What we wonder, what we know

Well.

This is a difficult one. What to say. What a weird feeling, to simultaneously feel the urge to speak and yet have no words. Shall we stream of consciousness it? Why not.

I have been engaged in thinking about race and social justice on some level for literally my whole life. First of all, I was raised by parents who not only had lived experience in this arena, but talked about it a lot. We were a talk-about-politics-around-the-kitchen-table family. It was just a part of what I was expected to know about, and I was not protected from the grown up conversations about injustice or empowerment. What we think politically, I was taught, is part and parcel of who we are. I can tell you who my parents’ political influences are, very specifically, and why, and it seems strange to me that other people can’t do the same with their parents. As I got older, I worked for an arts organizations and academic departments centered on race and social justice. It is a huge part of my current work, that I talk about pretty much every day. I say all of these things not to proclaim myself any sort of expert, but only to make the point that I am not new to the idea that our country struggles with these issues. I know that we try and often fail to be inclusive. I know the stats. I can quote the research. Racism, both personal and institutional, is not news to me. Like many other people of color, the embodiment of virulent racism that was being expressed in the presidential campaign was not shocking to me. I knew this was here, living and breathing, in our country. I just figured I was watching it being given a clear, loud, narcissistic voice.

And yet. This outcome is…well, shocking is the wrong word. Surprising is not the right word. What is the right word? I have not found that yet.

If you are a white person reading this, I am going to tell you a secret. It is a deep, choking secret that it pains me to think about overtly and pains me even more to tell you. For most of us of the brown persuasion, because of the things we have seen, the things we know, our history, data, research, everything about our lived experience, it is hard to trust. We (and forgive me for speaking for all POC so I will stop that now although I am confident about what I am saying)… I see something racist happen, let’s say in the news, or in a movie or tv show. Some depiction of us as less than human, as a caricature. And it’s hard for me not to look around at my white peers, my colleagues, even a lot of my friends, and wonder: Is that what they think of us? Deep down, in their hearts, is that what they think of me? That I am lesser than them? That I do not deserve what they have? And a lot of the time, these questions remain unresolved. There is literally no way to know, especially with nice people, with polite people. People who would never say that they have these thoughts or indeed even understand that they are having them, they are so ingrained. So many times I sit through terrible racism in pop culture and when I point it out, I see that they have not seen it at all. What could that mean? It could mean that those images, so obviously terrible to me, are not terrible to them because that is what they think of us, in their hearts. And so I try to make a conscious decision at times to just trust, to hope, to believe, that people are not thinking those things, even while knowing that some must be. With some people I build trust to the point where I never have that doubt again, like that beloved dude of mine. But not as many people as I would like. Not as many as there should be. Truth be told, when I consider how many people I know, hardly any at all.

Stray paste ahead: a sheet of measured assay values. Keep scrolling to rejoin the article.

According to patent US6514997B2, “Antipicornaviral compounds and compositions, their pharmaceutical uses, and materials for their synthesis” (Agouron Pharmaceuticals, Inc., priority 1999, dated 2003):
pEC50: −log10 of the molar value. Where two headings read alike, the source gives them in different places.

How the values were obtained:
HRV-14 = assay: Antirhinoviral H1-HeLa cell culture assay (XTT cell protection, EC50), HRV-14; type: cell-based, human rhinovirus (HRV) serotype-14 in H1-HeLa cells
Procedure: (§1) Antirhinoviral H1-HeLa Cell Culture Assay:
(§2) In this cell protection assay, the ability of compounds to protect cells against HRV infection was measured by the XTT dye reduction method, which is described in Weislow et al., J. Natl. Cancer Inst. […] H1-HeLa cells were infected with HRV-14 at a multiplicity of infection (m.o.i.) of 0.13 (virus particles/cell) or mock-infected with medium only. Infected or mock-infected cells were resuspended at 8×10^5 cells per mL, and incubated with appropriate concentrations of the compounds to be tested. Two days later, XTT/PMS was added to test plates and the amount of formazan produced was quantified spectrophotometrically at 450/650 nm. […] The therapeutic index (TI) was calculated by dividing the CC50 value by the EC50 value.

And so, in this lifetime of doubt, we come to Tuesday. And when the results started pouring in, it was not a surprise. It was like a terrible awakening. I recognized it right away. Ah, I thought, there it is. Millions and millions of votes for our current president elect. Each of those votes, as clear as a bell, saying to me: this IS what we think of you, after all. You are lesser than us. No wondering necessary, no shadow of doubt. All that speculation that I have had over the years, that many of us have had, confirmed by millions of people, all in one night.

Imagine sitting in a room and looking around and wondering if anyone in the room had qualms about your basic humanity. Imagine wondering if anyone in that room had dehumanizing thoughts about you without them even knowing it, it was so normalized to them. I have been in that room. I am so often in that room. And on Tuesday, that room was our country. And I did not have to wonder. Sixty million people, individually, told me.

I have known this issue to be a reality for my whole life. I guess I just never knew it quite this way, on such a scale.

It’s taking me a while to take that in. I don’t know that I ever will.

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3 comments

  1. As a white woman, I just want to say I’m so, so sorry for how this election has gone. I want to be able to assure you that no, of course we don’t think of POCs as less than human, but I just can’t speak for all white people in America. I can assure you that not all of us think that way, and that many of us hate the way this country seems to be moving.

    I just…I am so, so sorry. I really am.

    This election has left me in shock, tearing up, being actually sick. I just…I can’t even.

  2. I’m catching on your blog (I’m pretty much catching up on everything) and I just want to say thank you for sharing this. Hearing your perspective, knowing that you feel that your worries are confirmed with this horrible election–I’m sorry. I don’t know where we, as a country, go from here, and it just makes me feel ill and I’m so so sorry.

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